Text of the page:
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For more than 85 years, World Learning has equipped individuals and institutions to address the world’s most pressing problems. We believe that, working together with our partners, we can change this world for the better.
On my travels, I’ve had the opportunity to meet with many of those who have joined us in this mission. In Baghdad, we’ve trained more than 2,300 Iraqi youth who are already giving back at home. In London, our partners in the TAAP Initiative strongly believe that we are all responsible to practice inclusion. And in Vermont, our Experiment in International Living and School for International Training participants prove every day that they have the tools and the determination to change the world.
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September 20, 2018
This fall, young leaders in Mongolia will join together with some of the most inspired up-and-coming changemakers in Bhutan, Kyrgyzstan, and Myanmar to make change in their communities and the wider region.
The Leaders Advancing Democracy (LEAD) Mongolia program is seeking applicants to join LEAD Alliance, which brings together Mongolian democracy advocates with their peers from Bhutan, Kyrgyzstan, and Myanmar — three countries which are eager to learn from the Mongolian experience.
People across Asia look to the country as a realistic model of how to achieve a peaceful transition to democracy.
Mongolia’s peaceful democratic revolution began in the winter of 1989 with young people demonstrating in Ulaanbaatar’s famous Sukhbaatar Square. And while Mongolia still has many challenges of its own to overcome — rising poverty and unemployment, environmental degradation, corruption — Mongolia’s young people continue to carry forward the legacy that began nearly three decades ago.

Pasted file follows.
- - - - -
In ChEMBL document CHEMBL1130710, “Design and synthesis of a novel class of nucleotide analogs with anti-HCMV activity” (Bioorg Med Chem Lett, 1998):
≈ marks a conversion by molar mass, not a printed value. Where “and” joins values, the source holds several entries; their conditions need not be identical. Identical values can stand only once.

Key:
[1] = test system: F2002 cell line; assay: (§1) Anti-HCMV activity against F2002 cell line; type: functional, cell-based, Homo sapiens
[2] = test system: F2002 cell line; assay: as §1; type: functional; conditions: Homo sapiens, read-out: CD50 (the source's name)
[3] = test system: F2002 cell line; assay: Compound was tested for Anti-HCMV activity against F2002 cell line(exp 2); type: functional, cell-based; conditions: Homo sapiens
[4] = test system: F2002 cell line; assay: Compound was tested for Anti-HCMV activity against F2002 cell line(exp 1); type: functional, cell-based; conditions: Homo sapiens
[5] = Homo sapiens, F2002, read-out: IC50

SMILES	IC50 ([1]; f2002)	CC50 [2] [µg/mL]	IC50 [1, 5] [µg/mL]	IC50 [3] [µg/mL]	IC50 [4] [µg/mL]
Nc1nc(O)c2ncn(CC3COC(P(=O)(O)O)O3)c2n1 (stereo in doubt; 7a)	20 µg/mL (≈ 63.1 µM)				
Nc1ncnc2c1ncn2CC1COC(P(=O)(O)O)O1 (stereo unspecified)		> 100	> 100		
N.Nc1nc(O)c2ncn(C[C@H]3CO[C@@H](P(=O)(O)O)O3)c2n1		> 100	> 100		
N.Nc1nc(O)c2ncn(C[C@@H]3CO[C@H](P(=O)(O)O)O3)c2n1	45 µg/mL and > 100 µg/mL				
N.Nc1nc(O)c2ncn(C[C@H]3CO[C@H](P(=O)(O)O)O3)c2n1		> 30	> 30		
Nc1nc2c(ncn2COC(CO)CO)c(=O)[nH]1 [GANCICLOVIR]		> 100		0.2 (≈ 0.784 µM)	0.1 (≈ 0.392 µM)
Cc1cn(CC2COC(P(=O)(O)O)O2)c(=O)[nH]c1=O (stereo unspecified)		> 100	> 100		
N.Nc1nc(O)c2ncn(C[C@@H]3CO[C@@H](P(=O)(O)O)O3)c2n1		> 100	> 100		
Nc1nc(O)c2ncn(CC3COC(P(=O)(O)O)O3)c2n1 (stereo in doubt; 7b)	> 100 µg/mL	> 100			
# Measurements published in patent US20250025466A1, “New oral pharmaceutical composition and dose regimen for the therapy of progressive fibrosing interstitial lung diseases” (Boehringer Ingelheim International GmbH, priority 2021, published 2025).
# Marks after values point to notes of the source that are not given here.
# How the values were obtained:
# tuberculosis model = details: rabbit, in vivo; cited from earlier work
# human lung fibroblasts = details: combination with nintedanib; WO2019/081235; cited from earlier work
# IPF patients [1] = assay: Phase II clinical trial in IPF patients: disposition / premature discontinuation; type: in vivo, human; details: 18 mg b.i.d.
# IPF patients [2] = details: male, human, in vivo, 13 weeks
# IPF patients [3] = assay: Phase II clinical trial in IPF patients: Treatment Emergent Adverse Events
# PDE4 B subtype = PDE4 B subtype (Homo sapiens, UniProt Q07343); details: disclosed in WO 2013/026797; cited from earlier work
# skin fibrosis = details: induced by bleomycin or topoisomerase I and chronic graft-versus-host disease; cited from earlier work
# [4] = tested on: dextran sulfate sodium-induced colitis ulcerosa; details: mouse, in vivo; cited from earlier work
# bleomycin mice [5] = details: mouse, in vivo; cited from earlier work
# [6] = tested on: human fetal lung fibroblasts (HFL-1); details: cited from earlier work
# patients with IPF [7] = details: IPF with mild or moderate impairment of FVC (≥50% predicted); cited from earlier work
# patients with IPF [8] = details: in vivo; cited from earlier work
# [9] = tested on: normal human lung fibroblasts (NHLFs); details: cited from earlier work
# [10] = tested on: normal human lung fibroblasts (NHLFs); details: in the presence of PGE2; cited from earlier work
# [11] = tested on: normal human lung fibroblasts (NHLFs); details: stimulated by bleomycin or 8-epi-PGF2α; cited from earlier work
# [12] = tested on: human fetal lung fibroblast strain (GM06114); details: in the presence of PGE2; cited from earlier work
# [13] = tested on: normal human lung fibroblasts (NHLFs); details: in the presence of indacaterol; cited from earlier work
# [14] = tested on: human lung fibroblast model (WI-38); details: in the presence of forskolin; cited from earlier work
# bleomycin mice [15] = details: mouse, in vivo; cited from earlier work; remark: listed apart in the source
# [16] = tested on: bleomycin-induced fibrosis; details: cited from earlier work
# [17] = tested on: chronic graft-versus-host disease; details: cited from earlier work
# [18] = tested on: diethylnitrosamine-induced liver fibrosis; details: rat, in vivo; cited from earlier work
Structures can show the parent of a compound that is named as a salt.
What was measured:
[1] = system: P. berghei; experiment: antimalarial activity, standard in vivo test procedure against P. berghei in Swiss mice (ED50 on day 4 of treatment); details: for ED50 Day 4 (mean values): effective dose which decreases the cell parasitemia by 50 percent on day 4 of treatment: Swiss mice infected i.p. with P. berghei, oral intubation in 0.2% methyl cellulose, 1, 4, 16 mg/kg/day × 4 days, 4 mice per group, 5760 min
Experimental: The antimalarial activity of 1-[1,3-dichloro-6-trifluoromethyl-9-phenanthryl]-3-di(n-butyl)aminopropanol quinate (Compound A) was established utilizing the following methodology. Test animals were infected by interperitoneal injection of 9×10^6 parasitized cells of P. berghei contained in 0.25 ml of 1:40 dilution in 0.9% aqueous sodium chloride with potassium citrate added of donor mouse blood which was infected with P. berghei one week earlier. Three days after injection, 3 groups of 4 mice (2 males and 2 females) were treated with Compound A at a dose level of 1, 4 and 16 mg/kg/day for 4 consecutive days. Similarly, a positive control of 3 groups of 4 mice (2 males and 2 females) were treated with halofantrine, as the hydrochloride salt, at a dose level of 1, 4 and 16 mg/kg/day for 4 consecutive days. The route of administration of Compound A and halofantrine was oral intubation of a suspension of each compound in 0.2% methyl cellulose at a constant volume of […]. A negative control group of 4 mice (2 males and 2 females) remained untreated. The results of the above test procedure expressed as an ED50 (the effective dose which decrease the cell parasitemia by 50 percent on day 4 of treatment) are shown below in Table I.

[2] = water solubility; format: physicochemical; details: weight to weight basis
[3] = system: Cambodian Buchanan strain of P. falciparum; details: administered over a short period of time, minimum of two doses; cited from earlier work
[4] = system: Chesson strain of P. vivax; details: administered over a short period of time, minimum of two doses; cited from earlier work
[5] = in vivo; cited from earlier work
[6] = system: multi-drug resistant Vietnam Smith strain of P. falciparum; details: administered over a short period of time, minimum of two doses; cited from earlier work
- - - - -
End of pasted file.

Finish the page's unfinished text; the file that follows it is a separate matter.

In short, Mongolia and its new generation of leaders have a lot to offer.
LEAD Mongolia, funded by USAID and implemented by World Learning, is cultivating the country’s next generation of democracy advocates. Participants, known as LEAD Mongolia Fellows, are a diverse contingent of the country’s most promising up-and-coming changemakers. Together, they work on projects to address Mongolia’s most critical challenges.
“The experience has [taught] me to see the bigger picture of the current political and social situations,” says LEAD Mongolia fellow Lkh.Khandsuren. “I realized that we should guard our democracy as a super precious treasure, because it comes with so much sacrifice.”
Since early 2017, they’ve also gone on to share their experiences as changemakers with their peers across the region as part of the LEAD Alliance. LEAD Mongolia partnered with the International Republic Institute (IRI) to introduce the LEAD Alliance, in which LEAD Mongolia Fellows serve as mentors to other young emerging leaders in Bhutan, Kyrgyzstan, and Myanmar. LEAD Mongolia fellows help LEAD Alliance fellows implement projects in their countries. Fellows from both programs also gather for collaboration and networking at an annual summit in Ulaanbaatar.
“For me, the LEAD Alliance has been a really great platform to be able to meet and learn, collaborate and be inspired by so many different individuals from so many different backgrounds,” says Rabsel Dorj, a LEAD Alliance fellow from Bhutan. “We all share a very common passion for community development and promoting democratic ideals in their own country.”
World Learning and IRI are recruiting for emerging leaders ages 25 to 40 from Bhutan, Kyrgyzstan, or Myanmar to apply through October 27, 2018. Check out LEAD Alliance and apply today.
Want to read more about the LEAD Alliance projects that have taken place in Bhutan, Kyrgyzstan, and Myanmar? Check out these stories: